Don't forget to push each of your versions of this through the FDA's medical device approval process....
Ever read mainstream news reporting about a topic you were very familiar with? Perhaps something related to technology, or a local issue you were in the middle of?
Most people have had that experience. The more you know about something, the less the story seems to be accurate.
Yeah, all the rest of the news stories are about that accurate also, people just mostly don't notice.
Think about it.... it's mostly some j-school grad who asked a couple people some questions to get quotes, then threw the "story" together. Usually they're lucky if they understood what they were told, let alone can explain it in a manner which actually enlightens their audience.
My best luck as been with subject matter experts who blog on news topics related to their subject. So I get my economics news and analysis from economics professors (not the pet ones in the NY Times), my legal news from law professors and judges who blog, my technical news from a technical site focused on that part of the industry, etc...
Even then you have to be willing to read multiple viewpoints to try and see a bigger picture than one voice is going to paint for you.
Operating systems for gaming computers? I suppose your Playstation and your Wii and your Steam Machine run windows and WINE doesn't exist? Dude, don't confuse a monopoly with having a big market share.
De Beers managed to get to 85-90% of the world market for diamonds, not quite an actual monopoly... but as the diamondmarket is international, couldn't get all the governments to protect their market position by granting an actual monopoly and requiring their customers to purchase only their products. Guess what their market % is now? 40%? Lower? I guess they didn't have a natural monopoly after all.... market forces and all that.
Monsanto? No need to even go there in terms of IP. There are hundreds of seed companies farmers can buy from. Yeah, Monsanto is one of the biggest (at around 35% of the corn and soybean market share, just below DuPont) because many of their customers like their product combinations (pest control + seeds that resist it), but if another company came along tomorrow offering a better deal, how long would their market share last? One season, two? You're reading too much anti-GM propaganda and not looking at the actual facts.
Show me a monopoly in the United States that isn't enforced by the government and you might be able to start to make a point here.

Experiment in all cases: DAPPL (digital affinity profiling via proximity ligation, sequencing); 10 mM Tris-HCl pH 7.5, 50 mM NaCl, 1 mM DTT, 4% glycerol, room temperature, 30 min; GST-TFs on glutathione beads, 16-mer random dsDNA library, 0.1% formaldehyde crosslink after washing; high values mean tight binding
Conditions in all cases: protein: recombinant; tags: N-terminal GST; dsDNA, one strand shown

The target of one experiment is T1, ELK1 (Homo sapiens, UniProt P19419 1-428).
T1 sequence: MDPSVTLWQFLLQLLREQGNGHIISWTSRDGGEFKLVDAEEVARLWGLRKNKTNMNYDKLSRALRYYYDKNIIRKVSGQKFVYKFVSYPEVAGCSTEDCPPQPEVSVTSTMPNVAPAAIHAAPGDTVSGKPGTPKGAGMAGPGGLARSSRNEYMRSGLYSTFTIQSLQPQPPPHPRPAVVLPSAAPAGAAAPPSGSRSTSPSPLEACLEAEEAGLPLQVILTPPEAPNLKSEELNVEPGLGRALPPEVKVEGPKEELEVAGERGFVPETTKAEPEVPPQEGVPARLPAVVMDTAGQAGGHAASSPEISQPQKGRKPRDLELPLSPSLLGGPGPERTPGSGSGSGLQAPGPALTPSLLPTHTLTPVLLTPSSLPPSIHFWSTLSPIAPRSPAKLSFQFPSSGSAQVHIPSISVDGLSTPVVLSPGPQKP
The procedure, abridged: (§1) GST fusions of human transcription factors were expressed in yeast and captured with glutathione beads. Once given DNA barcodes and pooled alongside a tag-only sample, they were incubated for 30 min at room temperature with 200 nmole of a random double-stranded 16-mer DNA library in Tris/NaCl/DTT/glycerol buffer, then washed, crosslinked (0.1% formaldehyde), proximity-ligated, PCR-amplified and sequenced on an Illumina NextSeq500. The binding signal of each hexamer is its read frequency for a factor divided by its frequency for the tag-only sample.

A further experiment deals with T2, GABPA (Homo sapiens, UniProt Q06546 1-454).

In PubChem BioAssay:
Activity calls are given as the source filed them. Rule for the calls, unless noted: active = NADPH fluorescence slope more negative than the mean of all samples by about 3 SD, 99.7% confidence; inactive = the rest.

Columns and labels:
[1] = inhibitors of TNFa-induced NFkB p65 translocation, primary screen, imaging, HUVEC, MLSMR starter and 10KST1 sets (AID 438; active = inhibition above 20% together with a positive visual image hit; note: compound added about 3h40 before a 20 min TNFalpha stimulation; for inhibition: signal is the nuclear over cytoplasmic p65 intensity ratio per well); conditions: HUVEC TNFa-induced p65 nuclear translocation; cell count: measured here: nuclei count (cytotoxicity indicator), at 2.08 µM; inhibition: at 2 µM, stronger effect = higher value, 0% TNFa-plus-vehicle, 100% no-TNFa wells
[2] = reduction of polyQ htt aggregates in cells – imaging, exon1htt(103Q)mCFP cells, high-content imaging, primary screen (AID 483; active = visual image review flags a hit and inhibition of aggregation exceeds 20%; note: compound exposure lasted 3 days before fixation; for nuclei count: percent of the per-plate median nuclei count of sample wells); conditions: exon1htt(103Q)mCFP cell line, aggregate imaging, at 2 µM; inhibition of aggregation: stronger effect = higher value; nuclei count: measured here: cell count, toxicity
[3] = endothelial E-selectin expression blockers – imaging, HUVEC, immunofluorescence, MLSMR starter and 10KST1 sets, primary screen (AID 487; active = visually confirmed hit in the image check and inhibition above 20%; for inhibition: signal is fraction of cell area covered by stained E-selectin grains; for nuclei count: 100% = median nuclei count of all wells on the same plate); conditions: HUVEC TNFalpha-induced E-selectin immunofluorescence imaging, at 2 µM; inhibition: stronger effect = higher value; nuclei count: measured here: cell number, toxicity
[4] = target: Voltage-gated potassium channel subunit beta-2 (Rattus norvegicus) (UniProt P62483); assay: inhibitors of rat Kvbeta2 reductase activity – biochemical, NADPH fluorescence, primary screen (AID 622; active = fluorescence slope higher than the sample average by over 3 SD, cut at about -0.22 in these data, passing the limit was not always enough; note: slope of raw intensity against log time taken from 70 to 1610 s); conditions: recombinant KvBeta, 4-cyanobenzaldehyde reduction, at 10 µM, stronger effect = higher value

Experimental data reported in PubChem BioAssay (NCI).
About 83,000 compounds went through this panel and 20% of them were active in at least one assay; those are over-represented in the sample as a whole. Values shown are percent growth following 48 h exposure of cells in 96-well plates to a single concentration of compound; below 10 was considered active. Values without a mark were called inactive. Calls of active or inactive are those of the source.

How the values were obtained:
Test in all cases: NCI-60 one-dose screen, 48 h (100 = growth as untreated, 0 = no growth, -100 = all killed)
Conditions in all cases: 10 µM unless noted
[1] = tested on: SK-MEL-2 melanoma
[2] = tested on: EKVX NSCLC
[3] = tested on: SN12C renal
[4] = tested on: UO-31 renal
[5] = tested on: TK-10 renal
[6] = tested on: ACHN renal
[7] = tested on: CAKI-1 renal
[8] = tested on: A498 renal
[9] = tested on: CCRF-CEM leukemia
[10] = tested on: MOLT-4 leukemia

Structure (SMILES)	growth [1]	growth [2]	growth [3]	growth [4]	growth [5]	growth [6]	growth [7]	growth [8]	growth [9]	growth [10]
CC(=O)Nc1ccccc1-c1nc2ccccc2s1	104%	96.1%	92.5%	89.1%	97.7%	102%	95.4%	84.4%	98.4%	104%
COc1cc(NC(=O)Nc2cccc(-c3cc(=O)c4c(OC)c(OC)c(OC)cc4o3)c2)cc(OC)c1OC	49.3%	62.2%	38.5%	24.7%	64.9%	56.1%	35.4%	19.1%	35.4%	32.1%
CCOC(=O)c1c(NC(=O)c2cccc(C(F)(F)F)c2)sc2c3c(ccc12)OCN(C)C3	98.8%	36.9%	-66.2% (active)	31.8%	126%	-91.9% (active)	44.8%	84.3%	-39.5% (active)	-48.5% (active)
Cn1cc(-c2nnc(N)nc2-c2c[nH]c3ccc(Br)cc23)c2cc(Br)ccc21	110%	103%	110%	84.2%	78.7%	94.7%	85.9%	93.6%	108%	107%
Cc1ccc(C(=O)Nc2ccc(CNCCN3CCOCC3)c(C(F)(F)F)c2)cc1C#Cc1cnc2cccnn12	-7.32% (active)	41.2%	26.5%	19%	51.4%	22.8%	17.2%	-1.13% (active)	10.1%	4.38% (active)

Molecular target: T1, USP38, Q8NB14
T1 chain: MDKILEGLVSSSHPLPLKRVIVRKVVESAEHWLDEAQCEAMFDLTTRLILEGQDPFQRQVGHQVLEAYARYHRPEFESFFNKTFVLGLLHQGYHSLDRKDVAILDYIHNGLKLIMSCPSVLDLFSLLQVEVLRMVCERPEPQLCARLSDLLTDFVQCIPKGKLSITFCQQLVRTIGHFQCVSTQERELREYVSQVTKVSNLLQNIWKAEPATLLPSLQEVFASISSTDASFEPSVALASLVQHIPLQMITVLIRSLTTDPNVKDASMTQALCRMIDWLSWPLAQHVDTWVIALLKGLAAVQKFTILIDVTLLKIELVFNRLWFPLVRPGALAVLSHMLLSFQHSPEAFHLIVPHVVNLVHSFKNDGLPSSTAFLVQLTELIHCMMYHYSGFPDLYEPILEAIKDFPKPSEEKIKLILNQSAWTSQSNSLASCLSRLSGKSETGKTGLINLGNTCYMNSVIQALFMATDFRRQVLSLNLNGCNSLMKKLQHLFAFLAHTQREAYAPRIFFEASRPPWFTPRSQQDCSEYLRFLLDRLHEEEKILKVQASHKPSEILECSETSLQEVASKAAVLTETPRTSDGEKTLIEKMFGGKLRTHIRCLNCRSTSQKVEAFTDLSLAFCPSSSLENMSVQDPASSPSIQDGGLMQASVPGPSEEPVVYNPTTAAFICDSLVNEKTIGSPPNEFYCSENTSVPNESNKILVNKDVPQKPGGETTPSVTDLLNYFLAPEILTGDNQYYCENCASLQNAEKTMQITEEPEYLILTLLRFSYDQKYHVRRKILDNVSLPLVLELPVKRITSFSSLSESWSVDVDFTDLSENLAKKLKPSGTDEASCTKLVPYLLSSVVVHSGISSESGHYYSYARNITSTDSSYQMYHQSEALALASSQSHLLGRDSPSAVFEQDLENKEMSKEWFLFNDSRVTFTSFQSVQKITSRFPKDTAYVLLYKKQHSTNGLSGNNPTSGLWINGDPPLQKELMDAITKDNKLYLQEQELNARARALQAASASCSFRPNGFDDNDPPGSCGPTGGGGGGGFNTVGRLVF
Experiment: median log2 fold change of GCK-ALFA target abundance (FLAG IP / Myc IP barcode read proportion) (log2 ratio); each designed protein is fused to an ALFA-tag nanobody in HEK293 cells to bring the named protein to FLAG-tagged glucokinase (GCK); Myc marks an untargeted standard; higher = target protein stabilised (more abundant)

The reality is that power company monopolies exist most everywhere in the U.S. today because the government legally requires things to be that way.
Companies have no power to enforce a monopoly without the government making laws giving them a monopoly. Even if a capitalist managed to achieve a local monopoly on something, the only thing keeping their competitors away is if the barriers to entry are larger than the potential profit.
You can claim that there are some natural monopolies, but if these are actually natural monopolies, then why would it require a law to prevent anyone from competing with them?
When you have government price controls (see for example, your local public utility commission), the natural result is that the company they've setup as a monopoly has only an incentive to deliver the worst possible service they can get away with, spending the least possible on everything, and pocket the rest.
It works that way in every industry it's been tried, so there shouldn't be a big surprise it works that way in the local electricity market. The real question is why do we keep having our government set things like this up... oh, that's right, most people are ignorant of basic economics and public choice theory.
Why do people keep conflating complete government control of an industry, to the point where the government outright decides who your local power company is and exactly how much they charge you, with capitalism? You could make a good case for calling that model socialism, or communism, or even fascism, but it's the exact opposite of any sort of market-based capitalism...
Sure, when the people in government decide to take complete control of an industry, the people in the industry become reduced to working their government masters for their own benefit, but the issue there isn't a lack of government power.
Ever heard of a public utilities commission? They're the ones who approve rates, expansion, rules for how the power company functions, etc...
Fukushima and Chernobyl are deadly enough reminders.
Would it surprise you to learn that the deaths from producing renewables is orders of magnitude higher than the deaths from all the reactor meltdowns combined?
If so, do a little research and prepare to be surprised.
Exactly. The biggest issue is that it's difficult for a PHB, even a technical one, to reliably determine ahead of time who is worth 2x what everyone else is getting for a particular technology job and who is worth 1/2.
Then once someone is hired, in most companies HR makes it impossible to either give appropriate raises to those who actually deserve it or to get rid of those who aren't worth their salary as long as they're minimally performing.
Unregulated last mile wiring looks like this [ggpht.com]. It's a "natural monopoly" because the alternative is a dangerous, unmaintainable eyesore.
Except of course, as best as I can tell, your image appears to be from India, where the companies responsible for those poles are chosen as regional monopolies heavily regulated by the government. That short of undercuts your argument....